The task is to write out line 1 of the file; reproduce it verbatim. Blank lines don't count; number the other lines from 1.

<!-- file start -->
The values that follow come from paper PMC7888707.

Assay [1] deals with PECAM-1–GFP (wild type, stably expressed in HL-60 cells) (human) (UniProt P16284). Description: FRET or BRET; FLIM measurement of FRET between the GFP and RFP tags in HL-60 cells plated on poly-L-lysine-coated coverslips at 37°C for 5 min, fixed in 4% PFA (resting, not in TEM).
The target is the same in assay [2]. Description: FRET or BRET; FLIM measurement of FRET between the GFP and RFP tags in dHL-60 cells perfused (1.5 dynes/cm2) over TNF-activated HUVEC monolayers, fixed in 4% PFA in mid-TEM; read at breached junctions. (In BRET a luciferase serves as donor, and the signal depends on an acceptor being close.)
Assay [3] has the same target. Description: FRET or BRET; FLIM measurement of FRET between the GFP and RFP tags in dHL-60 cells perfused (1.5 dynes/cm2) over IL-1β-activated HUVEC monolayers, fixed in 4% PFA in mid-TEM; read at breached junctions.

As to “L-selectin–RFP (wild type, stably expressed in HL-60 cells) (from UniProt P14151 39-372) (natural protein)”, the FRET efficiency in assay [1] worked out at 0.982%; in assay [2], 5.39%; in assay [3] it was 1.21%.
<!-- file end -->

The values that follow come from paper PMC7888707.